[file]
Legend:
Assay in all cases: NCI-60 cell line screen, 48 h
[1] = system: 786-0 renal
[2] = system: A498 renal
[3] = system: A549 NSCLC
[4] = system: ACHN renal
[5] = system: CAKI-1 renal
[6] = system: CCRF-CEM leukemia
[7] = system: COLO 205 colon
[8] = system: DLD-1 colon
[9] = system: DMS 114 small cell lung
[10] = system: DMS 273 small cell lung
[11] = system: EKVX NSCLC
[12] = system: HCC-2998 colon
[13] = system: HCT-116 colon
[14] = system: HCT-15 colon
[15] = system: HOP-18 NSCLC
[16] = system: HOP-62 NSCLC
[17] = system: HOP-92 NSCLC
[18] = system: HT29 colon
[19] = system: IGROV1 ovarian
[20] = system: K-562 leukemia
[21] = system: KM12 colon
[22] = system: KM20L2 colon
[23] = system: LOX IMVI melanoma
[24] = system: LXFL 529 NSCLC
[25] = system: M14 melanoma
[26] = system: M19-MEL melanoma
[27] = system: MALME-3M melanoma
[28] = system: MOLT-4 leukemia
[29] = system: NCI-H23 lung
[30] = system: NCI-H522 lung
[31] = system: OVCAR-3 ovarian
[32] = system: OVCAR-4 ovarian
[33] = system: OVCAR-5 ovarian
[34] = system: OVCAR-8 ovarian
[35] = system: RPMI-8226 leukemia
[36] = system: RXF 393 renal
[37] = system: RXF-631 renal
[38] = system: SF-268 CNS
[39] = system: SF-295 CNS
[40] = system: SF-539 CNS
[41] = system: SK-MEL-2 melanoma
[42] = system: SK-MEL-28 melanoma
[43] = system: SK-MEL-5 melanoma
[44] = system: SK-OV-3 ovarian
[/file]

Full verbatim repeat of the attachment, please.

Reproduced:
Legend:
Assay in all cases: NCI-60 cell line screen, 48 h
[1] = system: 786-0 renal
[2] = system: A498 renal
[3] = system: A549 NSCLC
[4] = system: ACHN renal
[5] = system: CAKI-1 renal
[6] = system: CCRF-CEM leukemia
[7] = system: COLO 205 colon
[8] = system: DLD-1 colon
[9] = system: DMS 114 small cell lung
[10] = system: DMS 273 small cell lung
[11] = system: EKVX NSCLC
[12] = system: HCC-2998 colon
[13] = system: HCT-116 colon
[14] = system: HCT-15 colon
[15] = system: HOP-18 NSCLC
[16] = system: HOP-62 NSCLC
[17] = system: HOP-92 NSCLC
[18] = system: HT29 colon
[19] = system: IGROV1 ovarian
[20] = system: K-562 leukemia
[21] = system: KM12 colon
[22] = system: KM20L2 colon
[23] = system: LOX IMVI melanoma
[24] = system: LXFL 529 NSCLC
[25] = system: M14 melanoma
[26] = system: M19-MEL melanoma
[27] = system: MALME-3M melanoma
[28] = system: MOLT-4 leukemia
[29] = system: NCI-H23 lung
[30] = system: NCI-H522 lung
[31] = system: OVCAR-3 ovarian
[32] = system: OVCAR-4 ovarian
[33] = system: OVCAR-5 ovarian
[34] = system: OVCAR-8 ovarian
[35] = system: RPMI-8226 leukemia
[36] = system: RXF 393 renal
[37] = system: RXF-631 renal
[38] = system: SF-268 CNS
[39] = system: SF-295 CNS
[40] = system: SF-539 CNS
[41] = system: SK-MEL-2 melanoma
[42] = system: SK-MEL-28 melanoma
[43] = system: SK-MEL-5 melanoma
[44] = system: SK-OV-3 ovarian